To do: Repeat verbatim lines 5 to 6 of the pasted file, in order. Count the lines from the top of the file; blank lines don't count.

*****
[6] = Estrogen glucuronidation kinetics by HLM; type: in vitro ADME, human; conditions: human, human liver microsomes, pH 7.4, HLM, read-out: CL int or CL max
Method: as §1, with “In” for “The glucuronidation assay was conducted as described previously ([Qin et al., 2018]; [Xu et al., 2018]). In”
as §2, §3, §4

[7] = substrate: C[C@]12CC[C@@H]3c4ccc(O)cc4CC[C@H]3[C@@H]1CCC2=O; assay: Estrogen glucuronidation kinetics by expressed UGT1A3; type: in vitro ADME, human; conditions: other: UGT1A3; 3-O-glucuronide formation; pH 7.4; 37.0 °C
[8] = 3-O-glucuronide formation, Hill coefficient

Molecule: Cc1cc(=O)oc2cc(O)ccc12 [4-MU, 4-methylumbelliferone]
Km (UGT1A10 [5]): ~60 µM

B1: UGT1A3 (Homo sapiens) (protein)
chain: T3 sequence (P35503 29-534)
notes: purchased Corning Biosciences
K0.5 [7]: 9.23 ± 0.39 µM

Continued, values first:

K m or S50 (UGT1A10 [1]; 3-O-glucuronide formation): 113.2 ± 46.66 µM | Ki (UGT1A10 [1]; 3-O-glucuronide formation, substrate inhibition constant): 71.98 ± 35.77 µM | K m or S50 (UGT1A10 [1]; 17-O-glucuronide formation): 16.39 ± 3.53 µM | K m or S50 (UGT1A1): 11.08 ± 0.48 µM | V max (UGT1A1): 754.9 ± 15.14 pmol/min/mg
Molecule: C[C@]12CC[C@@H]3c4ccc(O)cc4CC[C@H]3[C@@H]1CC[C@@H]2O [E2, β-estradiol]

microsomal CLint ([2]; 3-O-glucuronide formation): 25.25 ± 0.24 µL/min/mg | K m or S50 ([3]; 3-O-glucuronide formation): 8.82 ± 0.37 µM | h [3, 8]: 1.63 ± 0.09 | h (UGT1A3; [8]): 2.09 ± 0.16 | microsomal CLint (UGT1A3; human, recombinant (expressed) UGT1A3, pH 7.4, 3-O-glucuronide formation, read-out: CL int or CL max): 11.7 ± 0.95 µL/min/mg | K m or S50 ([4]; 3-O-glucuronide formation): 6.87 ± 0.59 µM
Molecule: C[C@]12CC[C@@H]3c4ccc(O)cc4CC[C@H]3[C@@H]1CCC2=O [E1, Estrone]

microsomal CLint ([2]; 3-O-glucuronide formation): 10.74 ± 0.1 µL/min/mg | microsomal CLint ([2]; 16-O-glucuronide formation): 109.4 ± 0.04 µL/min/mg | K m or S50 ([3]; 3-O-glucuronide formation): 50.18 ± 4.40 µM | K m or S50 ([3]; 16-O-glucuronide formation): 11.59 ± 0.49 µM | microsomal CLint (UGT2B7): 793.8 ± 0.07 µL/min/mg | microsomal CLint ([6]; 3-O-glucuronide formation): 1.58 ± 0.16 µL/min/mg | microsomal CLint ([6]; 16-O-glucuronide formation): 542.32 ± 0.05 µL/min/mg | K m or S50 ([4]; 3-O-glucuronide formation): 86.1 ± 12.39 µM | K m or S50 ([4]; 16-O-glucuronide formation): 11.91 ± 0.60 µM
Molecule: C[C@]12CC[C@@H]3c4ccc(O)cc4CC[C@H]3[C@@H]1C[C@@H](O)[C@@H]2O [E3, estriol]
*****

[8] = 3-O-glucuronide formation, Hill coefficient

Molecule: Cc1cc(=O)oc2cc(O)ccc12 [4-MU, 4-methylumbelliferone]